This gap should be reduced. The approximate mean life expectancy is over 75 years (men plus women) in developed countries, but this is 15 years more than in many developing countries. The age pyramid is currently such that the number of young women able to procreate will double before the year 2015 (approx. 2 billions) and their potential reproductive behaviour will be crucial for the evolution of our species.
Global demographic growth peaked at approx. 2% around 1960. Since then it has decreased to approx. 1.6%, thanks to the success of fertility control in many countries, particularly in China, Thailand and several South American countries. In the last 30 years, even though difficult to implement, the use of modern techniques of contraception has passed from <10% of the people of an age to do so, worldwide in 1970, to 50% in 1995, thanks to scientific progress in contraceptive methods, to the efforts and guidance of the World Health Organization (WHO) (particularly its “Special Program of Research, Development and Research Training in Human Reproduction”, the United Nations Development Programme, the United Nations Population Fund (UNFPA), the World Bank and many nongovernmental organizations. In developing countries, most costs have been met by the people themselves and their governments. In spite of this improvement, the world’s population is still rising and also it is estimated that more than one hundred million couples have unmet contraceptive needs, particularly in sub-Saharan Africa, Asia and Latin America, and adequate services are far from being provided to all women even when they are “officially” installed.
Beside and beyond global numbers there are other considerations: the demographic trend is radically different in different countries. In Africa the population increase is still 3% per year, with all its consequences for women: inferior status, health problems, loss of children. In Europe and the USA, where many families have only one child, there is still a growth of 0.6% per year, though the level of replacement is low, with well under two children per couple on average, and particularly low in certain countries such as Italy (paradoxically).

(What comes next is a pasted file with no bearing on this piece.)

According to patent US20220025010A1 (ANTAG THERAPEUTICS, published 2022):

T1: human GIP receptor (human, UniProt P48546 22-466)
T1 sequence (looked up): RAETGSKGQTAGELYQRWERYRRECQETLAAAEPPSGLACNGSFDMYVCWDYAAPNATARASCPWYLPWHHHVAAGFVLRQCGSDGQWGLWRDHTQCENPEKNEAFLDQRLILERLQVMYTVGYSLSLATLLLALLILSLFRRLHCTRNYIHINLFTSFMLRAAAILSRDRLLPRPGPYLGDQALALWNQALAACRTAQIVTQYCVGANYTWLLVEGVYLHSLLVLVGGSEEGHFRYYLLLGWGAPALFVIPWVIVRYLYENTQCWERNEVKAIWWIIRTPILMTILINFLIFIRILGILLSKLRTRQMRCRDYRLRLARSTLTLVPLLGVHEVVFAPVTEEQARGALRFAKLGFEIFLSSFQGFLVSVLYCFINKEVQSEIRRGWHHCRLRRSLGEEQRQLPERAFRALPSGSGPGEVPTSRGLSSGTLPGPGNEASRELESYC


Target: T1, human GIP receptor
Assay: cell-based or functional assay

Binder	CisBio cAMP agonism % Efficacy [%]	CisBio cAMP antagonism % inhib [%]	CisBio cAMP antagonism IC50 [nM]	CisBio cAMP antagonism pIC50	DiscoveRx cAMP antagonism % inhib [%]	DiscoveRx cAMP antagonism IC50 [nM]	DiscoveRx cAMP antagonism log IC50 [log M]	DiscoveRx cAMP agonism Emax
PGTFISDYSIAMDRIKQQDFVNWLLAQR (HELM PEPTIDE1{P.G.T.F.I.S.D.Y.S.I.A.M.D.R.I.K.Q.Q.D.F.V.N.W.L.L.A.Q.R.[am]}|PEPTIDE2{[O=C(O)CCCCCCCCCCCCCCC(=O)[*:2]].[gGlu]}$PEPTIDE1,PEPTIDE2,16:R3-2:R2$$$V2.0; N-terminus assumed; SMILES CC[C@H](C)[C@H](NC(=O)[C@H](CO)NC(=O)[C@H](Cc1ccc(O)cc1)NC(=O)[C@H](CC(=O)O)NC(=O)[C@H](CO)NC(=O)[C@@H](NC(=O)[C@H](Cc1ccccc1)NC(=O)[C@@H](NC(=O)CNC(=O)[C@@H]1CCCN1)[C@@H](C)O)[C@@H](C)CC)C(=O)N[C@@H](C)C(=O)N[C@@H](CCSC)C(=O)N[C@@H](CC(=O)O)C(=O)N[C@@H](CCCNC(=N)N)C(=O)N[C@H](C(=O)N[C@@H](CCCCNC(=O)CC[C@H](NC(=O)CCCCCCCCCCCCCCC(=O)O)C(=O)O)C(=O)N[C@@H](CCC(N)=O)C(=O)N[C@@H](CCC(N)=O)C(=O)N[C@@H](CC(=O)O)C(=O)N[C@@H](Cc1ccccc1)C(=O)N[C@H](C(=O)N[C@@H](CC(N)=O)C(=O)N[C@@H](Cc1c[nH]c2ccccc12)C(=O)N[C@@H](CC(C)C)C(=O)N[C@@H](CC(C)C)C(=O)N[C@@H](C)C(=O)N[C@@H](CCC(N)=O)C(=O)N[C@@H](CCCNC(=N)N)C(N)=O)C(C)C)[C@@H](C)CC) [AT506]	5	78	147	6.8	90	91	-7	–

Does this evolution prefigure the future of human reproduction? In any case one should not oversimplify the problem of fertility control which certainly depends greatly on the standard of living – more children often being associated with low income in order to ensure greater manpower in the family – but also depends on political and ideological incentives. Thus, for instance, in Bangladesh, fertility control is more effective than in the richer Pakistan, while their populations are very similar, including in terms of religion.
Men and women have always wanted to determine the number of their children for themselves. We all know of people who want a lot of children despite the possible difficulties and of others who only want one or two, or even none. Basically, reproductive freedom is essential, whatever the political regime and the declared goal of a society. In ancient times, given the expectancy of disease and the deaths of the majority of children, it was essential to have a high number of births just to maintain a society in demographic equilibrium. This was associated with contradictory consequences: for example, while having a large family was associated with conventional morals, infanticide (largely performed until recently, and passive infanticide of girls still occurs in many places) and illegal abortion were the most used methods of fertility control. In fact, in the past, abortion was a relatively sophisticated attempt to regulate fertility in the absence of a science of contraception, but until the end of the nineteenth century it remained not only psychologically painful (as it still is and will remain) but physically very dangerous (as it should not be when performed legally, and therefore under medical supervision and according to modern techniques).
Family planning versus reproductive health
As already indicated above, family planning is the most direct way to demographic control. Its application is all the more important that the increase in life expectancy ought not to stop, even in the industrialized countries where infant and maternal mortality has now reached its lowest level to date and will not decrease much more. For the last 25 years there has been an increase of over one year in life expectancy every four years in 70 year old subjects, and this will also apply to the developing countries when they have reduced mortality in young subjects. Family planning is and will remain a necessity for public health, to prevent unwanted pregnancies and those occurring under unfavorable circumstances. It gives a better chance of survival to the children and of the development of those children under improved conditions, and it should lead to a decrease in the number of abortions which, at present, number around 50 million per annum and are responsible for the death of one woman in the world every 3 minutes, which certainly shows that the needs of fertility regulation are not being met.